6. ^ "Gluck and Modern British Women". studiointernational. Archived from the original on 10 January 2018. Retrieved 9 January 2018.
  7. ^ a b "Gluck Overview: The Fine Art Society". The Fine Art Society. Archived from the original on 7 November 2017. Retrieved 28 August 2017.
  8. ^ a b c Judah Hettie (1 February 2017), "Stunningly Modern Paintings by a Gender-Bending 1920s Artist", The New York Times, archived from the original on 26 August 2017, retrieved 2 February 2017
  9. ^ Diana Souhami (2001). Gluck: Her Biography (rev. ed.). London: Phoenix Press. pp. 121–122. ISBN 1-84212-196-0.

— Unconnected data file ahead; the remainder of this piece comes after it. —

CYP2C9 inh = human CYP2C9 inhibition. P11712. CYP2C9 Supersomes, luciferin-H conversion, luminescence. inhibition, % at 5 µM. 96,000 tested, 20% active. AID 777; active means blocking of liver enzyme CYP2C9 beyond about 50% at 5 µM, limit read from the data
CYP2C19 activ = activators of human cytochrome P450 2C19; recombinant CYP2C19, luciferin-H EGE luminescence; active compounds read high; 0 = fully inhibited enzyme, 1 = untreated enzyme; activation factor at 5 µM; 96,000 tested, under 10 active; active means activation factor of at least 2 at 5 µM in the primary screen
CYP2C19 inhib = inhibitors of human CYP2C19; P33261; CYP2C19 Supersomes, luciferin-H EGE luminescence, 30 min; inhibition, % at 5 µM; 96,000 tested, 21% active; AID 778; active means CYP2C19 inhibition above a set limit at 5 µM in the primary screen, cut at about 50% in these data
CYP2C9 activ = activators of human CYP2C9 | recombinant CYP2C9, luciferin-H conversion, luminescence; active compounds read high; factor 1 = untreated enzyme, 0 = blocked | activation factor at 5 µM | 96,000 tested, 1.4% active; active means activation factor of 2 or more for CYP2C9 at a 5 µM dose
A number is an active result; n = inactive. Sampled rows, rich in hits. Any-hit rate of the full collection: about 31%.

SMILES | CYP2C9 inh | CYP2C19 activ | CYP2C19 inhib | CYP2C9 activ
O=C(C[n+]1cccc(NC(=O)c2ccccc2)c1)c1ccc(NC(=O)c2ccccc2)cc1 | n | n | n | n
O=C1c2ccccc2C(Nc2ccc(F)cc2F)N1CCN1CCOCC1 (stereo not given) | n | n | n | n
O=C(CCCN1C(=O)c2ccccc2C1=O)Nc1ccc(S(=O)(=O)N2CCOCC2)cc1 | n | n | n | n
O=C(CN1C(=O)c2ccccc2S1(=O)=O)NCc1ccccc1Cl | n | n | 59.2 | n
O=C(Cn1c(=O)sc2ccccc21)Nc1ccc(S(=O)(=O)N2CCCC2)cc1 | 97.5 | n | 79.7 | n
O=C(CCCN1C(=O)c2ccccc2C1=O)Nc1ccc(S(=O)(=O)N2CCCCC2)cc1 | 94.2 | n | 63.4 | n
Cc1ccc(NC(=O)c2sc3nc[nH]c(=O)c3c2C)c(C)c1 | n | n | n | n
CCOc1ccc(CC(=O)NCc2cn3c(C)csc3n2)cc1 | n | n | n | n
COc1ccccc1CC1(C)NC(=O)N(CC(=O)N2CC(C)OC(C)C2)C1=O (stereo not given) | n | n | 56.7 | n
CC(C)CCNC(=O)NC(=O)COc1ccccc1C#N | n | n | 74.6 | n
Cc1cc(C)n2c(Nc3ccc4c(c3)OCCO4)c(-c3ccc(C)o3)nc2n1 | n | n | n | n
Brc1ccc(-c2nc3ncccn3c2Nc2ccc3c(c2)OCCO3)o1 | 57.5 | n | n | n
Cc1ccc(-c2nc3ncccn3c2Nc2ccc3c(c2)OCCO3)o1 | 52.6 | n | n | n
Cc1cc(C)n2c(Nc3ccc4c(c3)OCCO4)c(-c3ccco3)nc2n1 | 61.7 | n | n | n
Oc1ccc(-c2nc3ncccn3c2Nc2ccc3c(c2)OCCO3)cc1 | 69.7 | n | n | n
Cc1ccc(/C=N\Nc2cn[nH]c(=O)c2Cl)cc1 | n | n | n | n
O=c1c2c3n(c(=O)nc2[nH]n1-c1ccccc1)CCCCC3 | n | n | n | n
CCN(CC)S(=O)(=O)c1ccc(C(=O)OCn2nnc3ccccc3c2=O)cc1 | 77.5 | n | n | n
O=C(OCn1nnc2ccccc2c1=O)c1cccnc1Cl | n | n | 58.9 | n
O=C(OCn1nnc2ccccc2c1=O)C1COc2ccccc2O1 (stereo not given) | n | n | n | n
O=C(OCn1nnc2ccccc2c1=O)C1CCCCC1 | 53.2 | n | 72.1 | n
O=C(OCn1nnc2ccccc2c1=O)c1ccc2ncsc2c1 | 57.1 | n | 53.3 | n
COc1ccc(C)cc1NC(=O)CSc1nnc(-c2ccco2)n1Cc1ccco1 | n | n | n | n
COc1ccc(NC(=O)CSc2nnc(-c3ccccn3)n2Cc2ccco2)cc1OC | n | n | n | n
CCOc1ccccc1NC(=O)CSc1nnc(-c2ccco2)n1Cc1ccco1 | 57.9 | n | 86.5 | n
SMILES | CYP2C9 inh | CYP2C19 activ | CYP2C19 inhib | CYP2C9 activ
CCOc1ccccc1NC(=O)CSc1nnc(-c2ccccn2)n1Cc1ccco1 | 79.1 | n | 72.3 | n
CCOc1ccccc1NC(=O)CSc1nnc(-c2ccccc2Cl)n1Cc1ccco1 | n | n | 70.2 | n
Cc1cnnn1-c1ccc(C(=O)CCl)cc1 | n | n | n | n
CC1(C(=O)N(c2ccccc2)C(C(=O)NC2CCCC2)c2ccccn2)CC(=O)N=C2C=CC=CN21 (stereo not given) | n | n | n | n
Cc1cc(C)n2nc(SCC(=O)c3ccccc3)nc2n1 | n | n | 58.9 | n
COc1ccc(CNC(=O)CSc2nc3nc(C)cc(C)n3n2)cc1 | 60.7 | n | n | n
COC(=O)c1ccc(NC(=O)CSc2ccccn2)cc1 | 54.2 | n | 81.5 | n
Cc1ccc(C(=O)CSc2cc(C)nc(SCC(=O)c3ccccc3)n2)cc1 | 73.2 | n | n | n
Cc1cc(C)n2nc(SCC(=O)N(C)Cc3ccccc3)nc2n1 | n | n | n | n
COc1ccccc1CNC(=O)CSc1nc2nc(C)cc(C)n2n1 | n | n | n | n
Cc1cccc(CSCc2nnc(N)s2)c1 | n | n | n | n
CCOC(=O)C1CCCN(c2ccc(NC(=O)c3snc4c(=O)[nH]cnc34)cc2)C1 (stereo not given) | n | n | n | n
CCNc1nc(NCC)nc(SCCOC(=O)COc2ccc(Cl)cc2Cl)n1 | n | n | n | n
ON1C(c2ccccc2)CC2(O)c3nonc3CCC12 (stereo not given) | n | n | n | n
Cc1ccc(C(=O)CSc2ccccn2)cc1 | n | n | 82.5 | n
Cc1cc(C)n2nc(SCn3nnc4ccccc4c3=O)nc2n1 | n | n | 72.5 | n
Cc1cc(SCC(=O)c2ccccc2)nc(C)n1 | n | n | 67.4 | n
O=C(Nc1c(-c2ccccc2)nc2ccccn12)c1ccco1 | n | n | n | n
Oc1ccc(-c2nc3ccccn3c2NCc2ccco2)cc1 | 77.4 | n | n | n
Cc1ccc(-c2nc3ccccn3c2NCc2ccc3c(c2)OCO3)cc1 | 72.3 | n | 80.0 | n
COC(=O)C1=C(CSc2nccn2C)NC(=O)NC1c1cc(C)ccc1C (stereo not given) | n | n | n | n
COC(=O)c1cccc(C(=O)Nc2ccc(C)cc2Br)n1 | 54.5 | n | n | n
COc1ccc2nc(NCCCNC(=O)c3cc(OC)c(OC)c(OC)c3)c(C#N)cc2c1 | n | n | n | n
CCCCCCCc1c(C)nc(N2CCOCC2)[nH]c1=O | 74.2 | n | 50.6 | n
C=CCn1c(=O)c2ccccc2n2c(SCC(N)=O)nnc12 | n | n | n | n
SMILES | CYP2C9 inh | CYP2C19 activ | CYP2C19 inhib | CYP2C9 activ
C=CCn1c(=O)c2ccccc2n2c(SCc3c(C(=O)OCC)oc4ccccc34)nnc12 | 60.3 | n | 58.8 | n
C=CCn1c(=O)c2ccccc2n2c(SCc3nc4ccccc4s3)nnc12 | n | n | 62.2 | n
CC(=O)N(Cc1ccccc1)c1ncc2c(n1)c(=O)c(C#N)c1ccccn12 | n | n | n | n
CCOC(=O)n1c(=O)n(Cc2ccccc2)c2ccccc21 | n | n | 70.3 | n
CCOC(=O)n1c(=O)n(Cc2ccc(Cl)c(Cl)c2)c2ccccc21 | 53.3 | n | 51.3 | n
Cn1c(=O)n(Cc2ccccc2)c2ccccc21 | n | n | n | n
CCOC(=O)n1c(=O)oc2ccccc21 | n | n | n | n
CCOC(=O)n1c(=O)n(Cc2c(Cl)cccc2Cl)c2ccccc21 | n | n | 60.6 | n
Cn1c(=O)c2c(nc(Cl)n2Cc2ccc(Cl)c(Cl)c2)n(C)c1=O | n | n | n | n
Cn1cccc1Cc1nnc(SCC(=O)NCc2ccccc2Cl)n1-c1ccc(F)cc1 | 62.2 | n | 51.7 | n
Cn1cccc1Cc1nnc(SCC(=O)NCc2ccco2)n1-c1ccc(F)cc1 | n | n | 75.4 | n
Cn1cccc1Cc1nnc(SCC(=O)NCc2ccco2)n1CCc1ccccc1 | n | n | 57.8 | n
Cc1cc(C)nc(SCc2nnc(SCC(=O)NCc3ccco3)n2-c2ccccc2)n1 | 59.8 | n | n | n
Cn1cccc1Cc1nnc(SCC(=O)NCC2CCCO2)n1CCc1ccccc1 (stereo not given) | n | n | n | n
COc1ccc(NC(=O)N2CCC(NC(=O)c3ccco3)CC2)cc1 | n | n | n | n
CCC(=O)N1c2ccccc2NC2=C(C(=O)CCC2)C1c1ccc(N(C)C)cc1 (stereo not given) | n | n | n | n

10. ^ Rebecca O'Rourke (January 1989). Reflecting on The Well of Loneliness. London and New York: Routledge. p. 98. ISBN 0-415-01841-2.
  11. ^ Phaidon Editors (2019). Great women artists. Phaidon Press. p. 154. ISBN 978-0714878775.
  12. ^ "Gluck-mania!". Newsletter Issue 5. Brighton Ourstory - Lesbian, Gay and Bisexual History Group. Winter 1998. Archived from the original on 25 July 2008. Retrieved 24 April 2009.
  13. ^ Smith, George; Smith, Margaret (2000). Some Lamorna Voices. Lamorna: The Lamorna Oral History Group. pp. 27–30.

Further reading[edit]

  • Diana Souhami: Gluck : 1895 - 1978; her biography, London : Weidenfeld & Nicolson, 2000, ISBN 0-297-64363-0

External links[edit]